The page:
Tip#7: don’t fall three times. Don’t go to Hornstandir unless you have bad-ass outdoors skills or unless you think you are very lucky and the weather or any of the elements above won’t work against your favor. That said, it was really great! But I went with a guide, Jon, who grew up hiking in the area and knew it better than the best maps. Really. Also he and his fiance Berglin, who also grew up in a tiny village in the Westfjords, taught me about the flora & fauna & foxes, showed me the plants and berries you can eat including one delicious plant that tasted rhubarb-ey, told me about the local history of the region, mythology of trolls and elves, and in general imparted a lot of knowledge that made it into a rich & rewarding experience despite the above factors. Jon may be half-hobbit though because he would walk around the campsite at night in bare feet whereas my feet took approximately 2hrs to thaw in my warm woolen socks inside my +15F sleeping bag.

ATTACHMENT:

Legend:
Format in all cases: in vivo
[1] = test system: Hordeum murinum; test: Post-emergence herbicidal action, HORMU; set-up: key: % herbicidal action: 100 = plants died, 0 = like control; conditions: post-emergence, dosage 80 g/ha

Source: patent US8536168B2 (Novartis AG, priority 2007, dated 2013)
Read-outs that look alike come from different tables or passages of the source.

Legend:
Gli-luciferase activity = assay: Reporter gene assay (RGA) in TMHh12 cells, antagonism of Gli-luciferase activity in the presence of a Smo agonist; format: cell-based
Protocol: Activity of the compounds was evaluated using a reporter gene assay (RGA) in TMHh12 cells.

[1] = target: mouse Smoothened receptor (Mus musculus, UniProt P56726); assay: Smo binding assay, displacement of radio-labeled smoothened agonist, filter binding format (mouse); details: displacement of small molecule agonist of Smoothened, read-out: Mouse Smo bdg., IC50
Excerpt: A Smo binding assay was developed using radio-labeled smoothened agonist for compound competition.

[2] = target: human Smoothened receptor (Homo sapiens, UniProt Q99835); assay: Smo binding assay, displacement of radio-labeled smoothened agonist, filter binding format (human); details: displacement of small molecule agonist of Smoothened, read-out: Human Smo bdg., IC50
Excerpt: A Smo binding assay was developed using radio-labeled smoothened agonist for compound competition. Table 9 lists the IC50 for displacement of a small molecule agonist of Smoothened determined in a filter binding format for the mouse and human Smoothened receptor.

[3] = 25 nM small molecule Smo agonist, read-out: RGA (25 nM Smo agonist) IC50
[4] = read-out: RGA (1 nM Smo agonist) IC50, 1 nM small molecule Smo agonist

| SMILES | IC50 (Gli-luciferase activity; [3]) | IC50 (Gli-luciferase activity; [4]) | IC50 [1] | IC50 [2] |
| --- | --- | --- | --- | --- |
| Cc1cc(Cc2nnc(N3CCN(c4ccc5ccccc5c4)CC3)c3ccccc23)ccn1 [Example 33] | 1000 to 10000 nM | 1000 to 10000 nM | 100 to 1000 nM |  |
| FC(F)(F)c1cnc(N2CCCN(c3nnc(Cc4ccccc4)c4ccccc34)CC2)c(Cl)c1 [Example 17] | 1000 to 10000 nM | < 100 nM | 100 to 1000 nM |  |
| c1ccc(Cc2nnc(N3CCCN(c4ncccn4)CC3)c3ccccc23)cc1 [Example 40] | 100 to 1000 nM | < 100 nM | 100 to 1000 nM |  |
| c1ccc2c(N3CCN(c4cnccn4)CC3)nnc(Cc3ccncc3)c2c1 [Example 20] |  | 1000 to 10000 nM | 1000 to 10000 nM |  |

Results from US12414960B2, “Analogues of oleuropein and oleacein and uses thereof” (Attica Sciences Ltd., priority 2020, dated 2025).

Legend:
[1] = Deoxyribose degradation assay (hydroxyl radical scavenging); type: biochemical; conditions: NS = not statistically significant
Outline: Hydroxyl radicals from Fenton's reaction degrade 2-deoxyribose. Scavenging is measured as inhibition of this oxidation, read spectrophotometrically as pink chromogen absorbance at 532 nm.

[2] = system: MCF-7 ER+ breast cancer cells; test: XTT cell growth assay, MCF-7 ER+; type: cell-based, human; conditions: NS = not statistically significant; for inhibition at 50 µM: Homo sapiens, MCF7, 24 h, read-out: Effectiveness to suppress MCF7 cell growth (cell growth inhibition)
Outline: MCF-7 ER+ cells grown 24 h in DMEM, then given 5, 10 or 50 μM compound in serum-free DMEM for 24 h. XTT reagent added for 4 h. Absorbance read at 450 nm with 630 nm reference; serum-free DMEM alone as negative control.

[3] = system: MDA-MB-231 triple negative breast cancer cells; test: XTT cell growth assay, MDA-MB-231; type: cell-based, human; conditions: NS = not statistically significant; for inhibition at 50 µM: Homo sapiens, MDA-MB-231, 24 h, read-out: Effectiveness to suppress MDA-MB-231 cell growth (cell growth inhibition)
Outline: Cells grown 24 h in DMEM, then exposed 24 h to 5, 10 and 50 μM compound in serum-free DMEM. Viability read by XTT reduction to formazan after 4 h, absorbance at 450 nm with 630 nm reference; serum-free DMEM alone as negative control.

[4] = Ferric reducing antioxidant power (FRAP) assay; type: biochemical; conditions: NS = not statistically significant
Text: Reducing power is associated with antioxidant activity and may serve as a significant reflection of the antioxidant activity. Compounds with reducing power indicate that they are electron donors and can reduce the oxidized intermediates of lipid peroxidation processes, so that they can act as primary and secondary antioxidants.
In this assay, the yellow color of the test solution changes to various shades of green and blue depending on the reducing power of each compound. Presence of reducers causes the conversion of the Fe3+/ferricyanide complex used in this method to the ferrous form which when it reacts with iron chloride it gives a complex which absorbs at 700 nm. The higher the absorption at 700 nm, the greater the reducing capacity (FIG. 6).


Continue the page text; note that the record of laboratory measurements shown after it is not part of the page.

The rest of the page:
But yeah most people probably should not go here. Currently only about 1,000 – 1,500 people visit/year. If you do, please respect the environment; it is highly ecologically sensitive. Check for loose polar bears.
Tip#8: Snickers for breakfast is really something to look forward to each morning. Dried fish with butter is pretty darn decent, as is lamb tuna-salad’ish on flat bread, smoked lamb, and lakkris (licorice) chocolate. Thanks for broadening my food horizons, Jon & Berglin!
I also did a one day superjeep tour from Isafjordur to Flokalundur (where Raven Floki, the Viking who gave Iceland its name, landed), over to Latravik, Patreksfjordur, Bildudalur, Dynjandi, etc. I saw puffins at Latrabjarg http://www.westfjords.is/WhattoSeeDo/AttractionView/latrabjarg , visited three outdoor natural hot pots, and climbed to the base of the most beautiful waterfall I’ve seen yet.